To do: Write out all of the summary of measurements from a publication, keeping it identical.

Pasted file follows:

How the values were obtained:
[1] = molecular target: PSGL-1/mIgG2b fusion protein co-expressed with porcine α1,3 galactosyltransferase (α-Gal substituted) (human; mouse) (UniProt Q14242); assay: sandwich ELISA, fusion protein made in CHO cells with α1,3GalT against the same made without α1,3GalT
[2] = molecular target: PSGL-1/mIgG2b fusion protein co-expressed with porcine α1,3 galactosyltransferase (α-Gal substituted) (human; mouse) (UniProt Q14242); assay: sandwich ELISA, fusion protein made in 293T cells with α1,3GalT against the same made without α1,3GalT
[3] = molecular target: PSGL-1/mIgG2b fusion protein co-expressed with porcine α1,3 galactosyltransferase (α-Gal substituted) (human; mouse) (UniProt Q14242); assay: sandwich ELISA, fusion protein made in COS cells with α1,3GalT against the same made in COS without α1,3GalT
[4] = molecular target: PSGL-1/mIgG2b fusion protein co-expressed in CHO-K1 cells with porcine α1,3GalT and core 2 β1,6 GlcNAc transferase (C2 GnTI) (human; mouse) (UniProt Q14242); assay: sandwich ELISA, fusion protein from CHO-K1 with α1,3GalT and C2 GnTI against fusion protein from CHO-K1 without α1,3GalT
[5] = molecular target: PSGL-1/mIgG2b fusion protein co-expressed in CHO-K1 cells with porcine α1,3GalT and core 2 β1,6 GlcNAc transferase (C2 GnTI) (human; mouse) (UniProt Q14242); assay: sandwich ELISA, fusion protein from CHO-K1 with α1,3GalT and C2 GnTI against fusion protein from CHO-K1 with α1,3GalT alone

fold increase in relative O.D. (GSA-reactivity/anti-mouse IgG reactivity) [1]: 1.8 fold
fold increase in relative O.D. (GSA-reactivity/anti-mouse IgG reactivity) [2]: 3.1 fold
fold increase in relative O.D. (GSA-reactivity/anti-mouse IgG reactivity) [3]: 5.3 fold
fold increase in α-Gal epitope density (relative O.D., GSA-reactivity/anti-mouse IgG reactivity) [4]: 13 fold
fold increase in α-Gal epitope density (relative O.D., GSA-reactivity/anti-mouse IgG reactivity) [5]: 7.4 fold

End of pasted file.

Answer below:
How the values were obtained:
[1] = molecular target: PSGL-1/mIgG2b fusion protein co-expressed with porcine α1,3 galactosyltransferase (α-Gal substituted) (human; mouse) (UniProt Q14242); assay: sandwich ELISA, fusion protein made in CHO cells with α1,3GalT against the same made without α1,3GalT
[2] = molecular target: PSGL-1/mIgG2b fusion protein co-expressed with porcine α1,3 galactosyltransferase (α-Gal substituted) (human; mouse) (UniProt Q14242); assay: sandwich ELISA, fusion protein made in 293T cells with α1,3GalT against the same made without α1,3GalT
[3] = molecular target: PSGL-1/mIgG2b fusion protein co-expressed with porcine α1,3 galactosyltransferase (α-Gal substituted) (human; mouse) (UniProt Q14242); assay: sandwich ELISA, fusion protein made in COS cells with α1,3GalT against the same made in COS without α1,3GalT
[4] = molecular target: PSGL-1/mIgG2b fusion protein co-expressed in CHO-K1 cells with porcine α1,3GalT and core 2 β1,6 GlcNAc transferase (C2 GnTI) (human; mouse) (UniProt Q14242); assay: sandwich ELISA, fusion protein from CHO-K1 with α1,3GalT and C2 GnTI against fusion protein from CHO-K1 without α1,3GalT
[5] = molecular target: PSGL-1/mIgG2b fusion protein co-expressed in CHO-K1 cells with porcine α1,3GalT and core 2 β1,6 GlcNAc transferase (C2 GnTI) (human; mouse) (UniProt Q14242); assay: sandwich ELISA, fusion protein from CHO-K1 with α1,3GalT and C2 GnTI against fusion protein from CHO-K1 with α1,3GalT alone

fold increase in relative O.D. (GSA-reactivity/anti-mouse IgG reactivity) [1]: 1.8 fold
fold increase in relative O.D. (GSA-reactivity/anti-mouse IgG reactivity) [2]: 3.1 fold
fold increase in relative O.D. (GSA-reactivity/anti-mouse IgG reactivity) [3]: 5.3 fold
fold increase in α-Gal epitope density (relative O.D., GSA-reactivity/anti-mouse IgG reactivity) [4]: 13 fold
fold increase in α-Gal epitope density (relative O.D., GSA-reactivity/anti-mouse IgG reactivity) [5]: 7.4 fold